5. High school scores, summaries and schedules March 24Sat, 25 Mar 2017 03:27:19 +0000
    REPORTING 
SCORESSchools are encouraged to report scores by email at bjsports@thebeaconjournal.com, by fax at 330-996-3629 or by phone at 330-996-3800. Please report scores from home and away games and from wins and losses and include statistics from both teams. Let your athletic director and coach know if you do not see your school’s result.NOMINATE 
ATHLETESCoaches are encouraged to submit nominations for the High School Spotlight by noon on Mondays. Please email bjsports@thebeaconjournal.com with the nominee’s name, school, grade, accomplishments for the week and, most important, a color headshot (a jpeg image).BASKETBAllBOYSState Tournament Scoreboard(All games at Schottenstein Center, Columbus)Friday’s ResultsDivision III SemifinalsCleveland Villa Angela-St. Joseph 73, Proctorville Fairland 50St. Bernard Roger Bacon 68, Archbold 43Division I SemifinalsCincinnati Archbishop Moeller 57, Pickerington Central 47Jackson 75, Lakewood St. Edward 64———Thursday’s ResultsDivision II SemifinalsWauseon 42, Col. Eastmoor Academy 35St. Vincent-St. Mary 62, Trotwood-Madison 60Division IV SemifinalsCleveland Heights Lutheran East 50, Delphos St. John’s 25Columbus Wellington School 68, Lima Perry 47Scoring SummaryDivision I State Semifinal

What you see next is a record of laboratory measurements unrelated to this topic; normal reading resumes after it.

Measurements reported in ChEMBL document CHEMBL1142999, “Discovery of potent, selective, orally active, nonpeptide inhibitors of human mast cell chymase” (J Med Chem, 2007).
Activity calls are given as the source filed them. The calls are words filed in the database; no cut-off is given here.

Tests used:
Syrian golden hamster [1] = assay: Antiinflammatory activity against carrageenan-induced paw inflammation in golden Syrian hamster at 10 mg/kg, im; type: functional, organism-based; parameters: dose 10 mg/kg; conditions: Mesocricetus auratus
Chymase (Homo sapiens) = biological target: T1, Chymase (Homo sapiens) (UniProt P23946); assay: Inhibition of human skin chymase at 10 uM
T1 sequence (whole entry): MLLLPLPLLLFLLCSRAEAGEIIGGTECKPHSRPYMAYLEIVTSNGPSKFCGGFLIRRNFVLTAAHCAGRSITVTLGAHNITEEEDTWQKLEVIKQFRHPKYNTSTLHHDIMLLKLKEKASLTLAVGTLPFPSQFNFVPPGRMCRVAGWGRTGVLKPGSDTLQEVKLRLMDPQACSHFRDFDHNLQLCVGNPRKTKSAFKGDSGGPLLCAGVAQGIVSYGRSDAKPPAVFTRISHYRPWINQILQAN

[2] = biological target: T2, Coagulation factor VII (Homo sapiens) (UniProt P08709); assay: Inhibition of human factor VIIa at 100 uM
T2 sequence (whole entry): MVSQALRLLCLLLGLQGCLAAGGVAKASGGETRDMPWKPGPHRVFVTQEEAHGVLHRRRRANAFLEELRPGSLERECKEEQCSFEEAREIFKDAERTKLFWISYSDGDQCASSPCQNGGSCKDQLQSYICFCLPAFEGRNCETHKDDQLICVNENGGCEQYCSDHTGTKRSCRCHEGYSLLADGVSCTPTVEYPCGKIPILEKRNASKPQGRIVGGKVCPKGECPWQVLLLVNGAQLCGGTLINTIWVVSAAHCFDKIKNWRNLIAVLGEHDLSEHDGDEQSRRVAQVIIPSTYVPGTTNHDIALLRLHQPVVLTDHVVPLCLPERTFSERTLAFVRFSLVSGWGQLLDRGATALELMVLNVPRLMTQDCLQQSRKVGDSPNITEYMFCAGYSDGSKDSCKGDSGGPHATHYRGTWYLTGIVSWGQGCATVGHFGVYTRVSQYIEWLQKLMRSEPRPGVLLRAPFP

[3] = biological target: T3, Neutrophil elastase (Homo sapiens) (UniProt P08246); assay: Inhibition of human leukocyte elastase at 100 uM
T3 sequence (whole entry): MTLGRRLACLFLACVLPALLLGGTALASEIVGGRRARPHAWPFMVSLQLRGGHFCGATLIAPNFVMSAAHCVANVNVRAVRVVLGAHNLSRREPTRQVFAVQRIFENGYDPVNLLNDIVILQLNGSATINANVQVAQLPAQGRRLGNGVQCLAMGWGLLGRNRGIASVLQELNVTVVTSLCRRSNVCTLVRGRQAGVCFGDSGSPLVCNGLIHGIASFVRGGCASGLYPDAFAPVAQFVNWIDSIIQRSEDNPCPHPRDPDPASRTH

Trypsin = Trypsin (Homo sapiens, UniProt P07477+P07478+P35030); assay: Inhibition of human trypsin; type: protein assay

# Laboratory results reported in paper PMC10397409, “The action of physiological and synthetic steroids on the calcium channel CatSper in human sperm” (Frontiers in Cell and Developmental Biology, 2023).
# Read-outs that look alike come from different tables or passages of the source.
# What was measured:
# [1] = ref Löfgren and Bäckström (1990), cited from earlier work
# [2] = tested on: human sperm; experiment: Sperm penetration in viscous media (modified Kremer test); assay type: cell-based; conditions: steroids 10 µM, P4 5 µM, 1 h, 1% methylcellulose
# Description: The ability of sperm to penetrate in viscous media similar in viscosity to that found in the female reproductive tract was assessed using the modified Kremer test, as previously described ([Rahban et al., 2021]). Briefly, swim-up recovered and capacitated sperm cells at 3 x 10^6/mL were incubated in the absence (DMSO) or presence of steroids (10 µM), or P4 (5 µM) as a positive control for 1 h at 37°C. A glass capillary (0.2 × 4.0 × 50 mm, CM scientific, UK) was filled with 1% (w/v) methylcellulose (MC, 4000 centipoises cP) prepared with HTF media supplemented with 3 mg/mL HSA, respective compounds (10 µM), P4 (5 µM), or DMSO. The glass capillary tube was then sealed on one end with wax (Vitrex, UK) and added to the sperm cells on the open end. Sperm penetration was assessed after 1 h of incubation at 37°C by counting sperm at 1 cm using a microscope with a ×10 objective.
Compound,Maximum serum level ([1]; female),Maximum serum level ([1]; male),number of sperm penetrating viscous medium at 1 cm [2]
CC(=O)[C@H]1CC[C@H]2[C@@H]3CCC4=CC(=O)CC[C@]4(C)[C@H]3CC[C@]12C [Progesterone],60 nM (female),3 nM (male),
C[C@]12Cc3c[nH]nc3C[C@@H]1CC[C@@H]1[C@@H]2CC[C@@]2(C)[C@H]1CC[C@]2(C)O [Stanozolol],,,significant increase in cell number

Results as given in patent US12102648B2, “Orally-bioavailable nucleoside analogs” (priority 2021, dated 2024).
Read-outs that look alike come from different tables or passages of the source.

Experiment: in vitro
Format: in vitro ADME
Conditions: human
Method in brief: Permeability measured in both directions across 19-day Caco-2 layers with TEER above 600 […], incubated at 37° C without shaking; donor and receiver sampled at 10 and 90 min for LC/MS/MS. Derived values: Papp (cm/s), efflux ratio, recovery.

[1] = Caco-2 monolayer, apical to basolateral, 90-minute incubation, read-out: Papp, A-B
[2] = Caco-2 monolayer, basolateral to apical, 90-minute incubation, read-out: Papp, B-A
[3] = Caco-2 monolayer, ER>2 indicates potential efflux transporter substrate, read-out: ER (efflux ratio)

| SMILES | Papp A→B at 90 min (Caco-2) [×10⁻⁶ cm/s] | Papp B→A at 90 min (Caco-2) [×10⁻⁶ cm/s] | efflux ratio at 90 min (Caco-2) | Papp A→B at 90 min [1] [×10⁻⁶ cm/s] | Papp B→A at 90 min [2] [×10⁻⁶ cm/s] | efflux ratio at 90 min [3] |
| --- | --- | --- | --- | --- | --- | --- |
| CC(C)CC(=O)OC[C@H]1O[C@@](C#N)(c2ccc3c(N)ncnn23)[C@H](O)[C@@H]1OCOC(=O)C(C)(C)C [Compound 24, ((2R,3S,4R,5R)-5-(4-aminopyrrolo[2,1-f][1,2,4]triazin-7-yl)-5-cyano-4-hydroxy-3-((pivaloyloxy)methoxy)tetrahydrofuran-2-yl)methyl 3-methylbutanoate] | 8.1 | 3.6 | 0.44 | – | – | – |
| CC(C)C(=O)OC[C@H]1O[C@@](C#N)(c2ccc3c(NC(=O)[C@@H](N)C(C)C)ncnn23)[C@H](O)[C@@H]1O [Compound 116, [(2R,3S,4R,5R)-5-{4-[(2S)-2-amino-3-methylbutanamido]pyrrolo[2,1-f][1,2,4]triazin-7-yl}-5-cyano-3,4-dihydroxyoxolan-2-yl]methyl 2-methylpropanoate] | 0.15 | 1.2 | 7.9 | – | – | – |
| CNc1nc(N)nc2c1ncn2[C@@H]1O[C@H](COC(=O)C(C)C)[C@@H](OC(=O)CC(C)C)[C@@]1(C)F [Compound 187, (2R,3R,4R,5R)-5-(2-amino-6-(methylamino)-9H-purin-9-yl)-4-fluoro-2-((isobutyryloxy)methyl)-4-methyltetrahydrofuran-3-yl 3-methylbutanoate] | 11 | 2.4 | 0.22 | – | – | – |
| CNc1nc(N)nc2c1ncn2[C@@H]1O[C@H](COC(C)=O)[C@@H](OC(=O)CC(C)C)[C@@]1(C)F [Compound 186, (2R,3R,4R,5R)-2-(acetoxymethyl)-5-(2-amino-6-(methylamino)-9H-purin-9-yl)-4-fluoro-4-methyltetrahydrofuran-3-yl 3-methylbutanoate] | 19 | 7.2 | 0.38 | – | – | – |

JACKSON 75,
LAKEWOOD ST. EDWARD 64Jackson 15 18 20 22 — 75St. Edward 9 12 20 23 — 64JACKSON (27-2) — Nicolas 4-1-11, Pallotta 3-1-7, Stanislawski 1-1-4, Young 10-4-25, Hill 3-5-11, Mazzeo 0-2-2, Shatrich 0-1-1, Dingler 3-1-8, Zitney 1-0-2, Shew 2-0-4. Totals: 27-46 16-34 75.ST. EDWARD (23-6) — Sullivan 2-0-6, Schmock 8-7-23, Huffman 3-1-7, Calhoun 1-0-2, Blanton 1-0-2, Manno 1-0-2, Dowell 1-0-3, Chambers 2-2-6, Terry 2-1-5, Henry 3-0-6, Foster 1-0-2. Totals: 25-61 11-18 64.3-point goals: Nicolas 2, Sullivan 2, Stanislawski, Young, Dingler, Dowell. Fouls: STE, 27-19. Rebounds: Jac., 30 (Pallotta 10); STE, 40 (Henry 7). Turnovers: STE, 14-11.State Tournament ScheduleSaturday’s GamesDivision II FinalWauseon (27-1) vs. St. Vincent-St. Mary (24-5), 10:45 a.m.Division IV FinalCleveland Heights Lutheran East (19-9) vs. Columbus Wellington School (22-7), 2 p.m.Division III FinalCleveland Villa Angela-St. Joseph (22-6) vs. St. Bernard Roger Bacon (24-4), 5:15 p.m.Division I FinalCincinnati Archbishop Moeller (28-0) vs. Jackson (27-2), 8:30 p.m.TENNISBOYSCOPEY 4, LAKE 1Singles: Drummond (L) d. Moore, 6-0, 6-0; Du (C) d. Kelley, 4-6, 6-0, 6-4; William Yang (C) d. Stalker, 6-4, 6-3.Doubles: Burch-Merthige (C). d. Hoover-Camacho, 6-1, 6-1; Brucken-Shinn (C) d. Kelley-Heakin, 6-1, 7-6, 7-2.Records: Copley 1-0; Lake 0-1.BASEBAllBOYSScheduleSaturday’s Games(All games 4:30 p.m., unless noted)St. Thomas Aquinas at Manchester, 11 a.m.University School at Twinsburg, 11 a.m.Youngstown Cardinal Mooney at North Canton Hoover, 1 p.m. More...
  6. Indians notebook: Corey Kluber on pace to start Opening Day; Lonnie Chisenhall leaves game with shoulder injurySat, 25 Mar 2017 03:18:08 +0000